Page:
The Walleye Capital of the World we were called back then. There was a sign to this effect out on Route 10 and a mural of three mohawked fish on the side of the diner. Those guys were always waving a finny hello—grins and eyebrows, teeth and gums—but no one came from out of town to fish, or do much at all, once the big lakes froze up in November. We didn’t have the resort in those days, only a seedy motel. Downtown went: diner, hardware, bait and tackle, bank. The most impressive place in Loose River back then was the old timber mill, I think, and that was because it was half burned down, charred black planks towering over the banks of the river. Almost everything official, the hospital and DMV and Burger King and police station, were twenty-plus miles down the road in Whitewood.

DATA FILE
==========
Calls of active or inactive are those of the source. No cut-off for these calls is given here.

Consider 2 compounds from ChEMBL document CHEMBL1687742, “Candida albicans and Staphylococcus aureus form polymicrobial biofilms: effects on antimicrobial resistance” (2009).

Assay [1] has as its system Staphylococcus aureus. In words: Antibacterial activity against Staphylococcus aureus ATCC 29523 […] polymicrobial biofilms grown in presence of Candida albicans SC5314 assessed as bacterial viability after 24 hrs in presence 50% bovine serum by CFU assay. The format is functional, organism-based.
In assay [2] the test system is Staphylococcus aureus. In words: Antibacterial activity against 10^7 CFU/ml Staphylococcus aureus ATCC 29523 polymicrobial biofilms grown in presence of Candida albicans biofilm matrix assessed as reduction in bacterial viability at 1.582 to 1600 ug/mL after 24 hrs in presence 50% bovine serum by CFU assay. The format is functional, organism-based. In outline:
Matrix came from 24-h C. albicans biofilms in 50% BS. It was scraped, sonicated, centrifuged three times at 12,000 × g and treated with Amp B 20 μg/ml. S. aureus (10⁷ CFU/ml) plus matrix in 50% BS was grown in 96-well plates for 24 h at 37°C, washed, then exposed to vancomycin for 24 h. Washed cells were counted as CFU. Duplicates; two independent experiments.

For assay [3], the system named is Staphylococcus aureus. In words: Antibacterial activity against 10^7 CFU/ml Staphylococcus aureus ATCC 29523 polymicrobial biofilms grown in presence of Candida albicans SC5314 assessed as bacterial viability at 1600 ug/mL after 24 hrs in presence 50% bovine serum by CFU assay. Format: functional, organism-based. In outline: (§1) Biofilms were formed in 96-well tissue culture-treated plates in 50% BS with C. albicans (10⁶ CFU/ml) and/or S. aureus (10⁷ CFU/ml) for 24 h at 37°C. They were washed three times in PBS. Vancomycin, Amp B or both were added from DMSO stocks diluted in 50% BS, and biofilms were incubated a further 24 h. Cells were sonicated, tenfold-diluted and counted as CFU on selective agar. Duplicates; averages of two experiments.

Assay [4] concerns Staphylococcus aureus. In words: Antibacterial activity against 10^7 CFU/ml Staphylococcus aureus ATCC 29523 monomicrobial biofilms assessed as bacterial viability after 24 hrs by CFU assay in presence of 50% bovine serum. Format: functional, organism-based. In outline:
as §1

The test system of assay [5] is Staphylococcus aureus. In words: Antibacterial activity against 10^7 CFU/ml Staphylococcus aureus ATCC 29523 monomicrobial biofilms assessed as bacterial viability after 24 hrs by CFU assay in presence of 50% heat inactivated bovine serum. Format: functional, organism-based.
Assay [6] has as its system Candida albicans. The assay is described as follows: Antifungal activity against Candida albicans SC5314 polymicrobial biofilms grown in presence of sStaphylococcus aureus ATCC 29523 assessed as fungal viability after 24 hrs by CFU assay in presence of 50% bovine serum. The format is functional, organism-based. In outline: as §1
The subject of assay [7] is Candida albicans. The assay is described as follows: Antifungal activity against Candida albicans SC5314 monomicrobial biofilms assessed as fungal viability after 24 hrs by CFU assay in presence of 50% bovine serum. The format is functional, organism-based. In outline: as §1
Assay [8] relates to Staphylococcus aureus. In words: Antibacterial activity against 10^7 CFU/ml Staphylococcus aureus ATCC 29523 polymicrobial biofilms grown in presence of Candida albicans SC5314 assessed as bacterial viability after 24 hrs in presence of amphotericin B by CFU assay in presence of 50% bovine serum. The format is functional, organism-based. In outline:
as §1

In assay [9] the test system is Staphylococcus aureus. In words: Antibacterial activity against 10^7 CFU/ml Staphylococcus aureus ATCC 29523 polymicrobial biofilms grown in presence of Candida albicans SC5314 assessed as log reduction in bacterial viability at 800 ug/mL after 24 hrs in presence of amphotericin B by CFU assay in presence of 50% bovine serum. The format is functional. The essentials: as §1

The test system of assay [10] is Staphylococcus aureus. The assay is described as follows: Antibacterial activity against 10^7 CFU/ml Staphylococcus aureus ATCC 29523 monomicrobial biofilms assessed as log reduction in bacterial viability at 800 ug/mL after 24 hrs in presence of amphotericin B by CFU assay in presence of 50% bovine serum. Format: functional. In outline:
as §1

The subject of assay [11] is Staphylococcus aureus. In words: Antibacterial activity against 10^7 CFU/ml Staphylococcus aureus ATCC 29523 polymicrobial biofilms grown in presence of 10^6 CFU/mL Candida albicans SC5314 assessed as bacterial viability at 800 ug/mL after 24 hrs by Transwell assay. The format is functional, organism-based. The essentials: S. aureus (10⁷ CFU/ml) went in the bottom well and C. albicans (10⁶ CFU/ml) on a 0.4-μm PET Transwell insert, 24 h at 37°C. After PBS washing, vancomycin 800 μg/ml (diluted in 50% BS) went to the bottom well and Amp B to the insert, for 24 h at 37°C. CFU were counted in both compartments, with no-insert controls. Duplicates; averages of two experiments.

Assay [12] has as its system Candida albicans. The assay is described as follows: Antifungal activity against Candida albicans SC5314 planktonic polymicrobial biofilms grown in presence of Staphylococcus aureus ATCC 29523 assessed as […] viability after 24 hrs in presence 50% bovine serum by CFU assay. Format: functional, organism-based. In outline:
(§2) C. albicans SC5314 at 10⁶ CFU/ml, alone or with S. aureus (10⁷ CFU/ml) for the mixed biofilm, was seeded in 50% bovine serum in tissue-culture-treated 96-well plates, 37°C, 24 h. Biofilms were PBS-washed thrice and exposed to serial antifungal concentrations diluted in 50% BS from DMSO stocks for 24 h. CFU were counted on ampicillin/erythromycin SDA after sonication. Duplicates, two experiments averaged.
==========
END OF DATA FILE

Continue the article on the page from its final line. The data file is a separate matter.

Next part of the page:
The day the Whitewood paramedics took Mr. Adler away they tooted the ambulance horn as they left the school parking lot. We all stood at the windows and watched, even the hockey players in their yellowed caps, even the cheerleaders with their static-charged bangs. Snow was coming down by then, hard. As the ambulance slid around the corner, its headlights raked crazily through the flurries gusting across the road. Shouldn’t there be sirens? someone asked, and I thought—measuring the last swallow of Gatorade in my little waxed cup—how stupid can people be?